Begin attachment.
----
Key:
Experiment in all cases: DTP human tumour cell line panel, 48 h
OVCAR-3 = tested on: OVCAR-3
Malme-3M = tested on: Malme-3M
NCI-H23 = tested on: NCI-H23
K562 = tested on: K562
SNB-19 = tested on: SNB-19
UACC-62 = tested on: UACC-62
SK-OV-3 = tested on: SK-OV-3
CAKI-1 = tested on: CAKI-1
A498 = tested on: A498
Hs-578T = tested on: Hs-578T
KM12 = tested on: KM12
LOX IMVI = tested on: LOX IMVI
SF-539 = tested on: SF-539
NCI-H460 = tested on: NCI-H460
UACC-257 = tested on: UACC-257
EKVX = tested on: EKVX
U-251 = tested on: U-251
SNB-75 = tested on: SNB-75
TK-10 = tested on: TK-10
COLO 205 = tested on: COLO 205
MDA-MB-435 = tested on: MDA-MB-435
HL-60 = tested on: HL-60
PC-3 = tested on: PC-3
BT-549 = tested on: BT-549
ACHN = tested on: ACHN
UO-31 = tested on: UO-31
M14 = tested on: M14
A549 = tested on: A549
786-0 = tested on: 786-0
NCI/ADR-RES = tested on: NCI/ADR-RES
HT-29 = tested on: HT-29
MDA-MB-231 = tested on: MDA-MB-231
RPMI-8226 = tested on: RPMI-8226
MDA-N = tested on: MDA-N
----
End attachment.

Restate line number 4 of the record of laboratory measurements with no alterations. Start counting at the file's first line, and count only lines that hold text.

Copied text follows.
Malme-3M = tested on: Malme-3M